All I Want for Christmas is…TWISTER!

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Twister® Game

Who remembers this all-time party and family favorite? It’s been around for close to 50 years and just got inducted into the 2015 National Toy Hall of Fame. Anyone can nominate a toy for hall inclusion, But to be inducted, they must have survived the test of time, be widely recognized and foster learning, creativity or discovery through play. I, for one, celebrate toys that do not support children’s wide use of screen play. Twister is a game of physical skill that has the players bending and stretching in challenging ways.

Twister was conceived as a shoe polish ad as a game on a colored mat. The game initially seemed too racy, so Milton Bradley canceled production, but the game was played by The Tonight Show host Johnny Carson and actress Eva Gabor on air in 1966 and became an instant hit. The game was radical for its time, but was simple to play, as long as you knew colors and body parts. It was also the first game that transformed players into game pieces.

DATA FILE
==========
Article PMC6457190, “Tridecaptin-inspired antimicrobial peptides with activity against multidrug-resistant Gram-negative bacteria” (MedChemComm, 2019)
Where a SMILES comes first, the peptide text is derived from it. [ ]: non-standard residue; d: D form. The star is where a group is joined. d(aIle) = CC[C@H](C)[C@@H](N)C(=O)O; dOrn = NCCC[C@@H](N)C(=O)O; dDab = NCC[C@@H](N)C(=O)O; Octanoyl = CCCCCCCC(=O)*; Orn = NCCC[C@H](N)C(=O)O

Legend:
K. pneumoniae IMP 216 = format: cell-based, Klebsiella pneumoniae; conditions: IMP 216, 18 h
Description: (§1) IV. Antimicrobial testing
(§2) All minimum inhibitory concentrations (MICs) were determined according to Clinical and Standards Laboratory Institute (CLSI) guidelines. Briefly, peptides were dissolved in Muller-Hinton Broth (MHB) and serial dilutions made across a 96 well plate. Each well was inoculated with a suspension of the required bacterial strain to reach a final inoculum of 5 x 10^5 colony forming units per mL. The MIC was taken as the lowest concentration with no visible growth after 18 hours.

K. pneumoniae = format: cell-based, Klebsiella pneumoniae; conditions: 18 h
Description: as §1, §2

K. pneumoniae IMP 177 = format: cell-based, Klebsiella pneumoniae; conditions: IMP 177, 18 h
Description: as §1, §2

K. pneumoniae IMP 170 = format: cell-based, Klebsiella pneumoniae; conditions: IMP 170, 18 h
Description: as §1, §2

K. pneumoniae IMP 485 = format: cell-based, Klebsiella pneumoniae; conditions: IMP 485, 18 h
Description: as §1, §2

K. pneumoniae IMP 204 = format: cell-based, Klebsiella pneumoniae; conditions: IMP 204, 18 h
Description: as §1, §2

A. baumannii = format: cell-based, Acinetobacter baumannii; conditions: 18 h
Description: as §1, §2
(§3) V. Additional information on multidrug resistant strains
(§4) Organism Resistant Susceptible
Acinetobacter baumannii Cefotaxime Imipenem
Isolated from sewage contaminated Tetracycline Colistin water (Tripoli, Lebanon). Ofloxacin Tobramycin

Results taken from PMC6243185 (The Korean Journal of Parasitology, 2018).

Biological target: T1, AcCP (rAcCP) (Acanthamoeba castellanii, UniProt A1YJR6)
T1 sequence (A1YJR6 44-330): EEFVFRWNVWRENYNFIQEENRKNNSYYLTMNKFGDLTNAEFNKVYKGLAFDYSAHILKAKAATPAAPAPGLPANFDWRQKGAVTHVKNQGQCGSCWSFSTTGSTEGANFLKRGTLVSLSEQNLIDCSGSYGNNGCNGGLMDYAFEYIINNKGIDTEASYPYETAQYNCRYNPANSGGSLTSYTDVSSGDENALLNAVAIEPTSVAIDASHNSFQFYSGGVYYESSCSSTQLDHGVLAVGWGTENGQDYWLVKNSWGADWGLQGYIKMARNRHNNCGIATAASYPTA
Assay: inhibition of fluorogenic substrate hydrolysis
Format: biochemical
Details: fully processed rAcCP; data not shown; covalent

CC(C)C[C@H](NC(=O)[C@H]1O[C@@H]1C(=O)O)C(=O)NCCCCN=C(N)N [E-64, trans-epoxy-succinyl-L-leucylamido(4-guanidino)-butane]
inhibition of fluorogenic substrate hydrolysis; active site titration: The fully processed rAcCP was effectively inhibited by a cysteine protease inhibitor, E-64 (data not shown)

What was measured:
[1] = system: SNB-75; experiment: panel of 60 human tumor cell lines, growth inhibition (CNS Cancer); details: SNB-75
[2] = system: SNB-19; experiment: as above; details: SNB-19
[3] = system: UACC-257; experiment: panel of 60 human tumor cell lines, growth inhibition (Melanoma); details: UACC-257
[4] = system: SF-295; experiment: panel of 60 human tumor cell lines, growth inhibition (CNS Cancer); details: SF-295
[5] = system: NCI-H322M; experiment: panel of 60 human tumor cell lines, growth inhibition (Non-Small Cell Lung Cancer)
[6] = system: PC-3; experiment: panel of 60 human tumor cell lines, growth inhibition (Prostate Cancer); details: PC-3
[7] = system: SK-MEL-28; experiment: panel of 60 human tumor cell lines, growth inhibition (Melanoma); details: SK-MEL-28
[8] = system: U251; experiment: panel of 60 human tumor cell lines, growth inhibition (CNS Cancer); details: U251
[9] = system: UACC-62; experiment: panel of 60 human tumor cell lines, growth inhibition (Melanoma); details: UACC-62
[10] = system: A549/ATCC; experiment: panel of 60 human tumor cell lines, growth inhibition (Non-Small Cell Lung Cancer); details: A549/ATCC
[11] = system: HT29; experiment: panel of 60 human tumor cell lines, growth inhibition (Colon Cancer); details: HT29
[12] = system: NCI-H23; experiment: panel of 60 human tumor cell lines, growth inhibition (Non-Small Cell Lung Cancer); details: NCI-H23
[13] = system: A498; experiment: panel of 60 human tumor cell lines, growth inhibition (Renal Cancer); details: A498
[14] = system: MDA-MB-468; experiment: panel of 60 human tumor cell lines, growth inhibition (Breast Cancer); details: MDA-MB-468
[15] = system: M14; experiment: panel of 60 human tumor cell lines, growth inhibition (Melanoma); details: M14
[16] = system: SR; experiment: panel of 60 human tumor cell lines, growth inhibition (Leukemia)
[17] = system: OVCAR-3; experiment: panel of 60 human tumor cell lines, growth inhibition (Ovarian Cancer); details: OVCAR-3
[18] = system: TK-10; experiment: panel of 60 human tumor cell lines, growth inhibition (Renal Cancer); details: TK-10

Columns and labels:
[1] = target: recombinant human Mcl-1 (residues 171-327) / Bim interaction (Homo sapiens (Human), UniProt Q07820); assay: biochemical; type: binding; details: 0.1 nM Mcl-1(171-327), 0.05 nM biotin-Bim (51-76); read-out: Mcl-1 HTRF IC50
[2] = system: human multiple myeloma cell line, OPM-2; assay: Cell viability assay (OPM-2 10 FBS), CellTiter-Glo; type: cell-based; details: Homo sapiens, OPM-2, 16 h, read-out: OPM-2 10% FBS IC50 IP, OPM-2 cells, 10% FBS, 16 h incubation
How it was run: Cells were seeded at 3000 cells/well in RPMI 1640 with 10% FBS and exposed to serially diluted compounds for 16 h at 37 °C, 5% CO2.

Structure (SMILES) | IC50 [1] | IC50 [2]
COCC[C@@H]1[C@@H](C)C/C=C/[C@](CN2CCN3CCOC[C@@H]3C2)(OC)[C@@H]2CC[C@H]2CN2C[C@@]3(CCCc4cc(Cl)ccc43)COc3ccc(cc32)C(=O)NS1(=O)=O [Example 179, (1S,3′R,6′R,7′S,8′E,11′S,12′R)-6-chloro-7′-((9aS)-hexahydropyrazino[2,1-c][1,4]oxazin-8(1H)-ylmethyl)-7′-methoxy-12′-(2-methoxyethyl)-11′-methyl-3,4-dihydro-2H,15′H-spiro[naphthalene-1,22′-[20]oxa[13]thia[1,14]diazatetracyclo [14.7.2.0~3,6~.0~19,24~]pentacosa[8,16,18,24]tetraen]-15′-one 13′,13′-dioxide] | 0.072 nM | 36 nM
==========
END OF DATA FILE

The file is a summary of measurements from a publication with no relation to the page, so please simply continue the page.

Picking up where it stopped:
Twister is played on a large plastic mat that is spread on the floor or ground. The mat has four rows of large colored circles on it with a different color in each row: red, yellow, blue and green. A spinner is attached to a square board and is used to determine where the player has to put their hand or foot. The spinner is divided into four labeled sections: right foot, left foot, right hand and left hand. Each of those four sections is divided into the four colors (red, yellow, blue and green). After spinning, the combination is called (for example: “right hand yellow”) and players must move their matching hand or foot to a circle of the correct color. In a two-player game, no two people can have a hand or foot on the same circle; the rules are different for more players. Due to the scarcity of colored circles, players will often be required to put themselves in unlikely or precarious positions, eventually causing someone to fall. A person is eliminated when they fall or when their elbow or knee touches the mat. There is no limit to how many can play at once, but more than four is a tight fit.  The last player standing is the winner.